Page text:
Oscar Wilde, The Picture of Dorian Gray, ed. Robert Mighall (London: Penguin, 2000), 23.

Wilde, The Picture of Dorian Gray, 87.

Wilde, The Picture of Dorian Gray, 121.

Wilde, The Picture of Dorian Gray, 118.

159    categorisation. Interestingly, in re-emerging in the altered form of the phantasmagorical, these curious attitudes and aesthetics provoke many of the same responses as they did in the eighteenth century. The wry observation from Elizabeth Bonhôte’s The Rambles of Mr Frankly that ‘everyone who pretends to singularity is actuated by the love of fame: and was there no panegyric, there would be no antiquary’18 would not have seemed out of place over a century later. All that would have been necessary would have been to change ‘antiquary’ to ‘decadent’. Even more emphatically than in eighteenth-century curiosity satires, writers like Max Nordau recapitulated the traditional dictum that the taste for the monstrous or the unnatural revealed a person’s own inner unnaturalness and monstrosity. Thus, the curious was not only satirised but pathologised in these years.

As to the social context of decadent phantasmagorias, however, it is worth noting the words of Regenia Gagnier that ‘decadence [acts as] a tag referring to the relation between artist or work and society rather than a proper style’.19 It is therefore important to affirm at the outset that the phantasmagorical aesthetic is not the aesthetic of decadence. Rather, it is an aesthetic that fascinated many individual decadent authors and that also embodied, in its style and historical associations, the social relations that defined and shaped the wider decadent movement. Put simply, not all decadent works were phantasmagorical and, by the same token, the phantasmagorical form of writing was not confined to the decadent period – it was simply the most prominent period for the phantasmagorical in fiction. While the phantasmagoria may have been one of the favourite manifestations of decadent ideals, the phantasmagorical form endured up to our own age, beyond the social and political conditions that gave it such an appeal at the fin-de-siècle.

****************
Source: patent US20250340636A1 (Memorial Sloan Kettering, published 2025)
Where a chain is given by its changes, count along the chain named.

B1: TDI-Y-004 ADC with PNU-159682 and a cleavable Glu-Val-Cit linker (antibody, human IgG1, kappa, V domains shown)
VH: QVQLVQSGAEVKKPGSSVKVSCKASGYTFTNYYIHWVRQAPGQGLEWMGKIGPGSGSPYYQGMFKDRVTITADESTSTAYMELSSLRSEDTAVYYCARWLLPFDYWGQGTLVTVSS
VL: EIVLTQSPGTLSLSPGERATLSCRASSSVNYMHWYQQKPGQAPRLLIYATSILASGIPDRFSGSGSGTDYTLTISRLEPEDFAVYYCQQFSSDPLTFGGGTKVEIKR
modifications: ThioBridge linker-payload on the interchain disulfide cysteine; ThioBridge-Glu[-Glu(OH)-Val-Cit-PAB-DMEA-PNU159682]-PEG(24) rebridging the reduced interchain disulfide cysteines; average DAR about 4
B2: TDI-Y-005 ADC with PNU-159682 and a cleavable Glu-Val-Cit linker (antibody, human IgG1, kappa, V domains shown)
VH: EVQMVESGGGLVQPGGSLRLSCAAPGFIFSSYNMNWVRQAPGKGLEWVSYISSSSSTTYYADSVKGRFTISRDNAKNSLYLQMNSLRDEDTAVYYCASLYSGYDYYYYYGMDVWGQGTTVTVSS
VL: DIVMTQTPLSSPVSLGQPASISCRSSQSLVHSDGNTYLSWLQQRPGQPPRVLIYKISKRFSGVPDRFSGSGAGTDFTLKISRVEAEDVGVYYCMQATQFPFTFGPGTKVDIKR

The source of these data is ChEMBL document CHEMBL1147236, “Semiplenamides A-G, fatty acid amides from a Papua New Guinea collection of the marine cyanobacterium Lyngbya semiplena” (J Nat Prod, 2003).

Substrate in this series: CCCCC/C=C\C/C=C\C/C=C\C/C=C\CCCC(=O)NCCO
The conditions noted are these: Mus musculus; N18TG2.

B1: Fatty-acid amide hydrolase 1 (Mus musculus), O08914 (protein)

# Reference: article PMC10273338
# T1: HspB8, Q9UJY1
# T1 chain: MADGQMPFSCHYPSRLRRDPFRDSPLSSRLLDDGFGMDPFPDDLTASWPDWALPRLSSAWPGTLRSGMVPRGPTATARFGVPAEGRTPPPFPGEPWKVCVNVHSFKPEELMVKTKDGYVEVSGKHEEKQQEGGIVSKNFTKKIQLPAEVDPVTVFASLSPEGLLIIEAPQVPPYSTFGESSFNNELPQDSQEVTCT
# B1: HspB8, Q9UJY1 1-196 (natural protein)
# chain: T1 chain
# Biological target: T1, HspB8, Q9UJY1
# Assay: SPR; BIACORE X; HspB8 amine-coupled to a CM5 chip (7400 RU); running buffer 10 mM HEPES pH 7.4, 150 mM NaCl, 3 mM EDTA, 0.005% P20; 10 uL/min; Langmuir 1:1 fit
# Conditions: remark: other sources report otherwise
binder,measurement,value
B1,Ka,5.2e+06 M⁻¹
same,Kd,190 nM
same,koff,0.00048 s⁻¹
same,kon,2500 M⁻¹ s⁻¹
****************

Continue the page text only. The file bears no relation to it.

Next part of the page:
It does not seem unreasonable to trace the decadent love of the phantasmagoria to Edgar Allen Poe. Poe’s characters were often disturbing yet compelling, ruled by private esoteric and aesthetic obsessions and by curious tastes.

Their wealth allowed them to amass private collections of exquisite rarities which, in turn, offered them retreats from the outside world and, apparently, into their own dreams. The very strangeness of these men and the worlds they inhabited provided future phantasmagorical writers with an influential template. One intriguing